When buying a new home, how high or low your first offer is could determine the success of the negotiation, according to a new study by the University of Technology Sydney in the Theory and Decision journal.
While you want to get the best price possible, you don't want to offer a price that is too low. The study, which observed a bargaining game where players negotiated how to split $10, found that those who received exceedingly low offers felt disrespected and reacted with spiteful counteroffers.
In other words, offering too little money backfired.
Negotiation experts think similar principles apply when you're trying to buy a home. You don't want the offer you make to be "insulting," says Jeff Cochran, a partner at the Shapiro Negotiations Institute. And if you do go low, pad it with other incentives for the seller. "The offer has to be extreme but credible."
For example, he says, if the asking price is $350,000 and you're offering $250,000, you need to communicate with the sellers why you're coming in so low: "If I do lowball it at $250,000, I have to go to the seller and say, 'Here are the reasons.' I have to have a credible reason the offer is so low."
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Remember, homes can carry lots of sentimental value for many sellers. "There's a big difference between buying a home from someone who is flipping a house and buying a home from a couple who lived there for 30 years, raised their family there, and they see every dent and flaw as a memory," Cochran says.
If the home holds lots of memories, lowballing the seller can be hurtful. "When you come in and undervalue it, it's like telling them their baby is ugly," he says. "If I'm flipping houses, I don't care how ugly my baby is, I want to get the deal done."
That's why it's important to "know your seller," Cochran says, and give an offer that reflects not only the value you see in their house, but the value they see in their house, as well.
"Right now, people are paying over asking price just to get a house," Cochran says. If your offer is well below asking price because that's all you can afford, try to sweeten the deal somehow, he says: "You have to look at things other than the cost or price."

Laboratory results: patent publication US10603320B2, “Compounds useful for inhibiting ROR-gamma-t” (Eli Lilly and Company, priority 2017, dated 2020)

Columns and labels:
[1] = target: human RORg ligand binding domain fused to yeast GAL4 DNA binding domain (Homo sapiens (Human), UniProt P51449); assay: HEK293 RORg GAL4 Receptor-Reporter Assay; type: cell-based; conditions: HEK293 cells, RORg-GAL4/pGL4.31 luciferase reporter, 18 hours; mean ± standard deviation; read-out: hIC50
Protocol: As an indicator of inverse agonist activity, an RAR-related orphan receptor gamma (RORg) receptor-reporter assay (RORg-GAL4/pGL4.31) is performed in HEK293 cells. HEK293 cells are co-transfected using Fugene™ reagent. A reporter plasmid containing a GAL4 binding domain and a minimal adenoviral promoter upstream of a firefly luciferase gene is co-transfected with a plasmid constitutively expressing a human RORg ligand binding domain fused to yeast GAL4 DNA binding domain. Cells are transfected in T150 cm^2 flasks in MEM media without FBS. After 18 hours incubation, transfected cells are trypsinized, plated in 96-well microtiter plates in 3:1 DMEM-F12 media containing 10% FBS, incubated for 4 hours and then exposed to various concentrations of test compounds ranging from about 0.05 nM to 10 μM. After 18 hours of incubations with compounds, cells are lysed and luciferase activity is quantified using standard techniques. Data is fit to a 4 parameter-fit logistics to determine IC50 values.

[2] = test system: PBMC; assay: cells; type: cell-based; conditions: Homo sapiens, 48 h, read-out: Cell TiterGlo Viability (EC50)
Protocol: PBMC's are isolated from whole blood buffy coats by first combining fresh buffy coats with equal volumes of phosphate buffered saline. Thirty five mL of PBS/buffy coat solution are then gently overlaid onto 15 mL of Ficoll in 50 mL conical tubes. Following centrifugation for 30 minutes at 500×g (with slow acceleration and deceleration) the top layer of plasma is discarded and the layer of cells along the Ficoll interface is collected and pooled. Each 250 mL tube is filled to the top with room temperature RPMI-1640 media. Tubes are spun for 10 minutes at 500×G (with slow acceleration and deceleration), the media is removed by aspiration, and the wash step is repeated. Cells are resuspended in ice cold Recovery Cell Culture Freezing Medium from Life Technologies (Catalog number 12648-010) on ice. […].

There are a few ways you could make a lower bid appealing to a seller. If you can, make a cash offer, says Ivy Zelman, CEO of housing research firm Zelman & Associates. Offering cash means you don't have to wait on other financing to be approved and the transaction can happen quickly. "You have to be aggressive in what you offer," she says.
You can also make an "as is" purchase, Cochran says, so the seller does not have to do any repairs.
Buying a home from the owner directly to avoid real estate agent fees can also make an offer more appealing. "Any of those things is going to make the offer more attractive," Cochran says.
Whether it's a buyer's or a seller's market, negotiating is a key part of homebuying if you want to get the most value for your money. Here are three tips to help you do that.
- Have a script ready. Even if your first offer is open-ended, it's good to have two numbers in mind: what counteroffer you'd be willing to pay, and what offer you'd be willing to walk away from. This can help you avoid putting in an offer you can't afford.
- Plan for an escalation offer. "Say, 'Here is my offer, but if anyone comes in and offers more than that I can come in with a counteroffer,'" Cochran says. This way another buyer can't swoop in with a price you could match or exceed.
- Be flexible. If the seller won't go down on price, see if there are other actions they can take to add value to the house, such as expensive renovations. This might make the higher price worth it.
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